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Volume 6 No. 264

International Football

The timing and length of the transfer window is "expected to return to the agenda" at the Premier League’s annual meeting in June "even though the clubs only agreed to close this summer’s window early last September," according to Matt Hughes of the LONDON TIMES. The motion to shut the window before the start of next season, on Thursday, Aug. 9, was carried by 14 votes to five, with Burnley abstaining, but those clubs which voted against "remain adamant that they will be at a competitive disadvantage compared to their European rivals and will push for the old system" of an Aug. 31 deadline to be reinstated for the '19-20 season. Most clubs are "likely to see how this summer pans out before committing either way." Another argument being used by some clubs is that the principle of preserving the integrity of the competition by closing the window early is "incompatible" with having a 31-day window in January, which many find "hugely disruptive." As a result, there have been informal discussions about restricting the January window to one week for emergency signings, "an idea that may also be discussed at the next annual meeting" (LONDON TIMES, 1/19).

Gulati raises concerns about U.S.-led bid for 2026 World Cup.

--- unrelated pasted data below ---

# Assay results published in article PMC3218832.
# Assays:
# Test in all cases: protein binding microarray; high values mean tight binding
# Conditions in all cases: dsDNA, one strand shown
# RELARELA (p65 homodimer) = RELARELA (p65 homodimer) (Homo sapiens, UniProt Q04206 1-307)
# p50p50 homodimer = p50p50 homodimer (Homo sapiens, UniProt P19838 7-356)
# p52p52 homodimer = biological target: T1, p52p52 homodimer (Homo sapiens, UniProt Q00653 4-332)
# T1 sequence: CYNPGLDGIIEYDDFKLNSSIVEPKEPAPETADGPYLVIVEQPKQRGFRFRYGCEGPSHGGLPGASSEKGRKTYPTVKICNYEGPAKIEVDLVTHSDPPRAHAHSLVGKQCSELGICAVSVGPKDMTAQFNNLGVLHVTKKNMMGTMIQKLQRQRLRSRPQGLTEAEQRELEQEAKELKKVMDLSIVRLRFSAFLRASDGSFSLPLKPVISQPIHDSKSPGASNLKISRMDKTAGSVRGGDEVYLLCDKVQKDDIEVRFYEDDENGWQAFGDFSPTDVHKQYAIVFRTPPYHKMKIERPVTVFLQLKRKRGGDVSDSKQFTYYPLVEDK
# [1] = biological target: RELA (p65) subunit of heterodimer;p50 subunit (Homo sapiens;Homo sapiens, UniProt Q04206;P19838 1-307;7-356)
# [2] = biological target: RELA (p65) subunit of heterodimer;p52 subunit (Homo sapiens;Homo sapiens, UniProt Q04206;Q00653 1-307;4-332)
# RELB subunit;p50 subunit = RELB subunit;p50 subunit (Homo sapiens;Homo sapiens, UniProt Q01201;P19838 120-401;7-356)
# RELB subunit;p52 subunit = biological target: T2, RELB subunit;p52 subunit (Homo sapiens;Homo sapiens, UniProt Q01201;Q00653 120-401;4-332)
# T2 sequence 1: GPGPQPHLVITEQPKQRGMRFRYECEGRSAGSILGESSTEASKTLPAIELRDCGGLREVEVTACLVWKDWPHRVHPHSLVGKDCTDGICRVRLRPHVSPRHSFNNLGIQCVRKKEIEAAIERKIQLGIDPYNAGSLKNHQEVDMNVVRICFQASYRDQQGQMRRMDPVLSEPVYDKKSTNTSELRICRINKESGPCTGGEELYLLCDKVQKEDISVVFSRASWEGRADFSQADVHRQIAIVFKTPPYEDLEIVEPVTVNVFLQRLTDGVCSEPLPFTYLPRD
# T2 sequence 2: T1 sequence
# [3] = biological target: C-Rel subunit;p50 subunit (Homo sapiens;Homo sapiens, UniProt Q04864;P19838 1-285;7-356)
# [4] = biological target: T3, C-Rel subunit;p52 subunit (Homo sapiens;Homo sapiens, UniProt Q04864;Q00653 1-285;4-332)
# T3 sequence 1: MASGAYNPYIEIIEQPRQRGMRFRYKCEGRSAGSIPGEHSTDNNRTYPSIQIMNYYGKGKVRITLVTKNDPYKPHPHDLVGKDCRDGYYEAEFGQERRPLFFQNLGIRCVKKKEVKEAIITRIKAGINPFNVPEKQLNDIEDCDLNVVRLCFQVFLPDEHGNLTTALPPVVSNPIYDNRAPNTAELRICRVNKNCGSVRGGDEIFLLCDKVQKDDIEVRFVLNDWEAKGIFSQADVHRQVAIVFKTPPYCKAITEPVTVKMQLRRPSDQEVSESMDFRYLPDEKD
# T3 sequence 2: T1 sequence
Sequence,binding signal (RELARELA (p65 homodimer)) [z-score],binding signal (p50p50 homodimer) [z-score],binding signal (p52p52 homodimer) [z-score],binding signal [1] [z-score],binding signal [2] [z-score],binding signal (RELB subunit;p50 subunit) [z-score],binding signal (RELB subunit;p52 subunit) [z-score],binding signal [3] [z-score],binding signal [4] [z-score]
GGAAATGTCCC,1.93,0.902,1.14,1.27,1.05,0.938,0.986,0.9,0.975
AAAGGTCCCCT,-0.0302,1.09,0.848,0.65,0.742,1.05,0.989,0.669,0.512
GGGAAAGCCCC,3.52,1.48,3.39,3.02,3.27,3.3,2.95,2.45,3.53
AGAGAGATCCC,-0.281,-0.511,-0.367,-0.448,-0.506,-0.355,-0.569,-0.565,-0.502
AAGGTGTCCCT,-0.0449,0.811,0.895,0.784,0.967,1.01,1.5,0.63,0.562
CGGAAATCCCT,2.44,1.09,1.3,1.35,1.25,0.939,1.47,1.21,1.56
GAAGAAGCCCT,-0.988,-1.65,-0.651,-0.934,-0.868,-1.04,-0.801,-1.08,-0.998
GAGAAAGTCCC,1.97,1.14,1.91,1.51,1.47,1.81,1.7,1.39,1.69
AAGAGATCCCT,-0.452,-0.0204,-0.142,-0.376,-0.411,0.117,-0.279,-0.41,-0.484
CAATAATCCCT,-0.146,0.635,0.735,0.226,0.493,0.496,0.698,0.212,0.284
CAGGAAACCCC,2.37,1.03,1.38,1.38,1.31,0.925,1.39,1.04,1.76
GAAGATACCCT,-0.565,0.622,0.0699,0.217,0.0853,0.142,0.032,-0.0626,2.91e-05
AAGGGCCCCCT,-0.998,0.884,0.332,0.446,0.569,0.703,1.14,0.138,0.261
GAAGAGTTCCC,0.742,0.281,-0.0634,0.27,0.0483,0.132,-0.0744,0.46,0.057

Outgoing U.S. Soccer President Sunil Gulati raised concerns about the country's 2026 World Cup bid as a new poll showed global confidence in American leadership is "at an all-time low," according to the London GUARDIAN. The U.S. is "widely seen as a favorite to win the bid" for the '26 tournament, which it plans to co-host with Mexico and Canada. However, a new poll of 134 countries showed global approval for the U.S. has fallen from 48% under Barack Obama’s presidency to 30% after one year of Donald Trump. According to the survey, Germany and China are "now seen as more reliable world leaders" than the U.S. The North American bid is backed by "far better infrastructure than Morocco," the only other rival for the hosting rights. However, Gulati said that "other factors could come into play." He said, "This is not only about our stadiums and our hotels and all that. It's about perceptions of America, and it's a difficult time in the world. So there's only certain things we can control. We can't control what happens at the 38th parallel in Korea, we can't control what happens with embassies in Tel Aviv, and we can't control what happens with climate change accords" (GUARDIAN, 1/18).